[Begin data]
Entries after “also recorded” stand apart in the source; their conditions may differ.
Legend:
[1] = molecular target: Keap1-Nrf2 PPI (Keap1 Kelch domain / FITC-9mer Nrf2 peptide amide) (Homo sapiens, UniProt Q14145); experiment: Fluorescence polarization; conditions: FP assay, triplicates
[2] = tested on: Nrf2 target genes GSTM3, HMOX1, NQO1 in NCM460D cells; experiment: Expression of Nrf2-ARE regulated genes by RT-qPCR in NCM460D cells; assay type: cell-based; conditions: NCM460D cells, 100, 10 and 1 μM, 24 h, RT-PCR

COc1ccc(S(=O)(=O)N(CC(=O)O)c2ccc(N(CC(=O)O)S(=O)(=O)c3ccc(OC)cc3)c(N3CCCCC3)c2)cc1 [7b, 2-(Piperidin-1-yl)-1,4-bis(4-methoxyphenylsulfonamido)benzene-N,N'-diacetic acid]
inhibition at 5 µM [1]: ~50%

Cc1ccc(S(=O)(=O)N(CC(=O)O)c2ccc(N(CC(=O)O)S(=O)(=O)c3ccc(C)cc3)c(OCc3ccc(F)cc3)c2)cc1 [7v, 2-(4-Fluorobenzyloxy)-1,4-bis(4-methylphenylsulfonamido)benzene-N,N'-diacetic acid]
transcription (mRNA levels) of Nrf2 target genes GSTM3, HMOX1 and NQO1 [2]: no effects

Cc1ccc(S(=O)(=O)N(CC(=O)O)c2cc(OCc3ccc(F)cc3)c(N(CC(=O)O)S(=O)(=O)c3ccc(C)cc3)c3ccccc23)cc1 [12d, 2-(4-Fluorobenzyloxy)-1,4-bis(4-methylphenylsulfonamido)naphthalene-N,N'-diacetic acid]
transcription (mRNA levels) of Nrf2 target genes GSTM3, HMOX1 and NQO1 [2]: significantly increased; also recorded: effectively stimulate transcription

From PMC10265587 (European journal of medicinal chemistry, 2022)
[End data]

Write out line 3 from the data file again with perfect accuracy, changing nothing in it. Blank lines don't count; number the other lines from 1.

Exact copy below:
[1] = molecular target: Keap1-Nrf2 PPI (Keap1 Kelch domain / FITC-9mer Nrf2 peptide amide) (Homo sapiens, UniProt Q14145); experiment: Fluorescence polarization; conditions: FP assay, triplicates